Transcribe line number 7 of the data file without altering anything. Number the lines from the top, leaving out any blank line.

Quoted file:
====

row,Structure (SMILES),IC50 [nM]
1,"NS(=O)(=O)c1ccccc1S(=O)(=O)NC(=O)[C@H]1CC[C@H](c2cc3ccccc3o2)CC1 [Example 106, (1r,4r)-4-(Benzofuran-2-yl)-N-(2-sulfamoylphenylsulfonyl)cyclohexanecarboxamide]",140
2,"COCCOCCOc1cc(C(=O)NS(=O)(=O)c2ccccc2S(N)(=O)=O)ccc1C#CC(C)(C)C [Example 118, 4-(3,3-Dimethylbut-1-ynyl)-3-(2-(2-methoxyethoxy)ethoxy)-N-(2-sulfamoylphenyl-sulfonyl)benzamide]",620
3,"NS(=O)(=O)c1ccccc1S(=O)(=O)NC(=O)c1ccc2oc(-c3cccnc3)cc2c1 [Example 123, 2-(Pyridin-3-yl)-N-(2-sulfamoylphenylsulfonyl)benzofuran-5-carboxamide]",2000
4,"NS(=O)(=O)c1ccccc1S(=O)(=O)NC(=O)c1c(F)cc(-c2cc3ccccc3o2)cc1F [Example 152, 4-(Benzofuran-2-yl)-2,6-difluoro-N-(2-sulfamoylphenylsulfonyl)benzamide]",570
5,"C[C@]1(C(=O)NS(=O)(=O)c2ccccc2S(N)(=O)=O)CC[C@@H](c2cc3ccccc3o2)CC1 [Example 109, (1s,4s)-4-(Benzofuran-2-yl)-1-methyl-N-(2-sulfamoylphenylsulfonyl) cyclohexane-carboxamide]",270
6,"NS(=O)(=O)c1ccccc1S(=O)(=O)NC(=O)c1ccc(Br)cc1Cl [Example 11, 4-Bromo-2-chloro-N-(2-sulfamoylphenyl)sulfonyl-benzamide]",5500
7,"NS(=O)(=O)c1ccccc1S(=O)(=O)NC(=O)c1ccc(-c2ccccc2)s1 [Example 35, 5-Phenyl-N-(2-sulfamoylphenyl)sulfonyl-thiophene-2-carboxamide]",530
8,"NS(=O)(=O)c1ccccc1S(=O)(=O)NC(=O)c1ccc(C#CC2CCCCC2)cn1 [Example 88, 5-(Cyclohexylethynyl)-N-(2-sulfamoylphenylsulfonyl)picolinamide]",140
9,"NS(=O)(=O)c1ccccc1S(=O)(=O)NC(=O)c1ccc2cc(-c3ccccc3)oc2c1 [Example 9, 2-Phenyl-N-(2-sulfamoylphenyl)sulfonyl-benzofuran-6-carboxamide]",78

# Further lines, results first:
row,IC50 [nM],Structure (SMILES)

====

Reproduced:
6,"NS(=O)(=O)c1ccccc1S(=O)(=O)NC(=O)c1ccc(Br)cc1Cl [Example 11, 4-Bromo-2-chloro-N-(2-sulfamoylphenyl)sulfonyl-benzamide]",5500